Misery loves company: Predictors of treatment response to a loneliness intervention

Tegan Cruwys*, Catherine Haslam, S. Alexander Haslam, Genevieve A. Dingle

*Corresponding author for this work

    Research output: Contribution to journalArticlepeer-review

    3 Citations (Scopus)


    Objective: The last 10 years have seen a surge of interest in loneliness and interventions to reduce it. However, there is little evidence regarding differential treatment effectiveness and predictors of treatment outcome. This paper aimed to investigate possible predictors of treatment response. Methods: We analysed data from two clinical trials of an evidence-based loneliness intervention: Groups 4 Health (G4H). Study 1 had 163 observations across two timepoints, n = 94; Study 2 had 297 observations across four timepoints; n = 84. Theorised predictors—symptom severity at baseline, program engagement, and demographic characteristics—were assessed for their effect on the primary outcome: loneliness. Results: Across both trials, participants with more severe baseline loneliness or social anxiety, or who attended more sessions, experienced greater improvement in loneliness. In Study 2, those with diagnosed mental illness or more severe baseline depression also tended to have better outcomes. There was no evidence that age, gender, or ethnicity predicted program efficacy. Conclusion: Overall, those with greater need—reflected in either severity of loneliness or psychological distress—tended to show greater improvement over time. This was due, in part, to greater engagement with the program among those who were lonelier. We discuss how loneliness interventions can be deployed most effectively to combat this profound public health challenge.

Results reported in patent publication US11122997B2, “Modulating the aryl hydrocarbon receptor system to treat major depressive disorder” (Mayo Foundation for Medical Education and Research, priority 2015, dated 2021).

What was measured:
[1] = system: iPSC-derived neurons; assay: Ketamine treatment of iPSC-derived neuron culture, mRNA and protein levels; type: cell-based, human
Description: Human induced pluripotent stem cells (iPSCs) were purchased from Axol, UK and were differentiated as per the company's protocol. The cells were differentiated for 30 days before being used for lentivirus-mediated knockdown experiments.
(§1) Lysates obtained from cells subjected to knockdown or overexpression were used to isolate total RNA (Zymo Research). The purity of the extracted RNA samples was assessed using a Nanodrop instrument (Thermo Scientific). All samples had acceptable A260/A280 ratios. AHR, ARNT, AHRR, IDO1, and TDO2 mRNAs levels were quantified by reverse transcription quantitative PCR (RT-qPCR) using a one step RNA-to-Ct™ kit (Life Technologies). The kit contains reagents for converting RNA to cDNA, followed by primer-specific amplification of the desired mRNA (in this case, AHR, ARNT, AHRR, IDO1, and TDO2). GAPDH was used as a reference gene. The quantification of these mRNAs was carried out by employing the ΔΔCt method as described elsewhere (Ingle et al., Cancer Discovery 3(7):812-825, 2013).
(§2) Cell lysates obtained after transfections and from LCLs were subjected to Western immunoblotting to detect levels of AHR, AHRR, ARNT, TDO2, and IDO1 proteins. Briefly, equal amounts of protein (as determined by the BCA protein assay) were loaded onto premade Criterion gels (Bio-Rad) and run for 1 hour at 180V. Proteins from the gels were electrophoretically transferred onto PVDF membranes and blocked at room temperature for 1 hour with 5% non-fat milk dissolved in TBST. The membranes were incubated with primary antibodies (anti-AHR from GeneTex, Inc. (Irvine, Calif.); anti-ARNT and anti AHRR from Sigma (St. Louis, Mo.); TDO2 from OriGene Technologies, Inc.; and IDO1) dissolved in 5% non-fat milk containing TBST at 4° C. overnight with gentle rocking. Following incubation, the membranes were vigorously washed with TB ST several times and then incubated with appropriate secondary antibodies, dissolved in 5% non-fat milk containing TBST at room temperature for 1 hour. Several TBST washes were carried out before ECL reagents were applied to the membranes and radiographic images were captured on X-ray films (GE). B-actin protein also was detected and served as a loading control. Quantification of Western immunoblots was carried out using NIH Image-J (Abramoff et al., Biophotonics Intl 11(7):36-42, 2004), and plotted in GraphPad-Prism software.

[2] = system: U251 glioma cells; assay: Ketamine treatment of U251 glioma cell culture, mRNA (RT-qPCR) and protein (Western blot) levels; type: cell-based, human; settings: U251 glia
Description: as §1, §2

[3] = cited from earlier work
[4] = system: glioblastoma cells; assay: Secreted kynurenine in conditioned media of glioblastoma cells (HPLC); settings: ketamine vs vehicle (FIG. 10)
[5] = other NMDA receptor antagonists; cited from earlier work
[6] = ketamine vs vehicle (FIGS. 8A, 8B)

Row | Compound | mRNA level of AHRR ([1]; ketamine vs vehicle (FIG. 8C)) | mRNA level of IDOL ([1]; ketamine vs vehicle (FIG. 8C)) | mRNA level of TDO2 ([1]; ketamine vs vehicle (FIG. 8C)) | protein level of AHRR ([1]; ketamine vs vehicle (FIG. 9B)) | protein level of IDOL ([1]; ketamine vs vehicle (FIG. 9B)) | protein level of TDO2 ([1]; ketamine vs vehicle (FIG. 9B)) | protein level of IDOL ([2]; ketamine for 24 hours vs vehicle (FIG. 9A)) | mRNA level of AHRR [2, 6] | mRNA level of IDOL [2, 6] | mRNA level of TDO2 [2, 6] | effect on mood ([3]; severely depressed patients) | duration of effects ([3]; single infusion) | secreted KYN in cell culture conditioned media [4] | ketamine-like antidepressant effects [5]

Original languageEnglish
    Pages (from-to)608-624
    Number of pages17
    JournalPsychotherapy Research
    Issue number5
    Publication statusPublished - 2023


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